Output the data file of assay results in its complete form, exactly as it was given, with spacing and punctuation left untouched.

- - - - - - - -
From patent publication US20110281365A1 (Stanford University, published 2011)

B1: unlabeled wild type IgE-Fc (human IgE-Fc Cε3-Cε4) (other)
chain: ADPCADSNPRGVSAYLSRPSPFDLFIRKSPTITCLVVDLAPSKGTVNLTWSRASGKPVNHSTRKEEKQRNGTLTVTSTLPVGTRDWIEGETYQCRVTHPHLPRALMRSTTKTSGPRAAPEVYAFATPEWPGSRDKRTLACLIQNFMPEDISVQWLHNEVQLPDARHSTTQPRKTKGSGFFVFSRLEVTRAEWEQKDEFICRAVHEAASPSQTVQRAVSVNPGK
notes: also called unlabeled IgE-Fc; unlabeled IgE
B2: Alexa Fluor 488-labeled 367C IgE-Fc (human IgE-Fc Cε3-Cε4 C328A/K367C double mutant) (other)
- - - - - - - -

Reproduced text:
From patent publication US20110281365A1 (Stanford University, published 2011)

B1: unlabeled wild type IgE-Fc (human IgE-Fc Cε3-Cε4) (other)
chain: ADPCADSNPRGVSAYLSRPSPFDLFIRKSPTITCLVVDLAPSKGTVNLTWSRASGKPVNHSTRKEEKQRNGTLTVTSTLPVGTRDWIEGETYQCRVTHPHLPRALMRSTTKTSGPRAAPEVYAFATPEWPGSRDKRTLACLIQNFMPEDISVQWLHNEVQLPDARHSTTQPRKTKGSGFFVFSRLEVTRAEWEQKDEFICRAVHEAASPSQTVQRAVSVNPGK
notes: also called unlabeled IgE-Fc; unlabeled IgE
B2: Alexa Fluor 488-labeled 367C IgE-Fc (human IgE-Fc Cε3-Cε4 C328A/K367C double mutant) (other)